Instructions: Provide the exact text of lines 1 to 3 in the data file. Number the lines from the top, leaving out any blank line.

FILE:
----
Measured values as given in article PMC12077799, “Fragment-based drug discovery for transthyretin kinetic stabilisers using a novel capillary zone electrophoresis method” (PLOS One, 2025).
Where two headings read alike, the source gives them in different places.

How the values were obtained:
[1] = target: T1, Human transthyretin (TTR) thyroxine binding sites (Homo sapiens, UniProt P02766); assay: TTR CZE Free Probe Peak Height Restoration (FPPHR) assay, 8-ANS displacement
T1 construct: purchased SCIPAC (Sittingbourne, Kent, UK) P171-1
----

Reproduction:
Measured values as given in article PMC12077799, “Fragment-based drug discovery for transthyretin kinetic stabilisers using a novel capillary zone electrophoresis method” (PLOS One, 2025).
Where two headings read alike, the source gives them in different places.

How the values were obtained: